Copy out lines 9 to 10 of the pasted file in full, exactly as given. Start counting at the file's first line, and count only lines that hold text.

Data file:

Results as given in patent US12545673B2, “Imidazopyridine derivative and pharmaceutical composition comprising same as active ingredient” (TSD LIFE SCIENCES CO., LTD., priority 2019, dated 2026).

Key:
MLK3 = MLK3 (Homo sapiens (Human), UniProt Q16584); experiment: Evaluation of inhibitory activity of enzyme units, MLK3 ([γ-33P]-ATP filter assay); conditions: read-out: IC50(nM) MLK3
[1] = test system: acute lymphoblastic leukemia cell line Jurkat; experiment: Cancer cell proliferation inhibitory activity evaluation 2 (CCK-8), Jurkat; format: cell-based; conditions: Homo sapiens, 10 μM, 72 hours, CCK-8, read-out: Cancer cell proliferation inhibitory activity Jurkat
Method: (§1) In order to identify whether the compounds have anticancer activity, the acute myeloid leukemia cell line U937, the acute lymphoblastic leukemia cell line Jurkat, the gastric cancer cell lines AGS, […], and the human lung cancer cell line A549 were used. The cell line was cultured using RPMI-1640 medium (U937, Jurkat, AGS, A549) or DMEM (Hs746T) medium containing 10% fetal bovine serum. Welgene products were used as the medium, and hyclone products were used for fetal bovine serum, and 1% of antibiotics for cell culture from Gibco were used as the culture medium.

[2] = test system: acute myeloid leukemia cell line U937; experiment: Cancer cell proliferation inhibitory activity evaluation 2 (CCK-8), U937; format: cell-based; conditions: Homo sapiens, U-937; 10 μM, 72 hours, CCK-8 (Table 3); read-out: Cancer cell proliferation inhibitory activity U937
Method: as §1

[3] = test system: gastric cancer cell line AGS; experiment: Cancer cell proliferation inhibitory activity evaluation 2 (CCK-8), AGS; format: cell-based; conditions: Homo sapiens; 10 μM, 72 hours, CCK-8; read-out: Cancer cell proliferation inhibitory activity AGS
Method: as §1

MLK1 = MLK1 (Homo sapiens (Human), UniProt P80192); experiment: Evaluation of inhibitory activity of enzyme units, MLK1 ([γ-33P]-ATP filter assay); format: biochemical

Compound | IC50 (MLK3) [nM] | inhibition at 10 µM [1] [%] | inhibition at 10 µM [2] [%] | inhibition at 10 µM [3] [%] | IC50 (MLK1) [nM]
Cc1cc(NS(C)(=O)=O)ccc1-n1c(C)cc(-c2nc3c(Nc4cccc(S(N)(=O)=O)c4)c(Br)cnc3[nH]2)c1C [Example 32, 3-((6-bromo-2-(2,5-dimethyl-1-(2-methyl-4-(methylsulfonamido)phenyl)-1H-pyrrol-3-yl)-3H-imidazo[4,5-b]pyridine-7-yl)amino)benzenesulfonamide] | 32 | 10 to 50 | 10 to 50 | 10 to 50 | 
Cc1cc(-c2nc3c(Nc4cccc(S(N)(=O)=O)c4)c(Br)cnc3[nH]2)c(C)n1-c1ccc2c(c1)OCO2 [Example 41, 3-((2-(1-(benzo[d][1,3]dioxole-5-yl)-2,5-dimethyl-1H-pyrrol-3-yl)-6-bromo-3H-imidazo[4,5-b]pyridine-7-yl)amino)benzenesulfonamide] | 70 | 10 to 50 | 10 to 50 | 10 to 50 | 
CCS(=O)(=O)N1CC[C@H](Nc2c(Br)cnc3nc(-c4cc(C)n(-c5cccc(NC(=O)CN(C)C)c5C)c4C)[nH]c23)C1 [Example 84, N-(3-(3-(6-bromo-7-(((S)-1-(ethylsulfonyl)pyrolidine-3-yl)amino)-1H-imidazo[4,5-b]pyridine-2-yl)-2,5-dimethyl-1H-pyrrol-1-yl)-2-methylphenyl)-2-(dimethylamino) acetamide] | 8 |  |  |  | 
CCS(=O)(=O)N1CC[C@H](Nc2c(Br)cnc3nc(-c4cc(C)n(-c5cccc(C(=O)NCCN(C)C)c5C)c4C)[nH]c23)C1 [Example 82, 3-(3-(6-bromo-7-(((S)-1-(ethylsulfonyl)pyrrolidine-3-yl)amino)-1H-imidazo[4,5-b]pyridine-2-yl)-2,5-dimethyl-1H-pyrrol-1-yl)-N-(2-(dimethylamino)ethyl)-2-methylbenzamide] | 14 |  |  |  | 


Method: as §1

MLK1 = MLK1 (Homo sapiens (Human), UniProt P80192); experiment: Evaluation of inhibitory activity of enzyme units, MLK1 ([γ-33P]-ATP filter assay); format: biochemical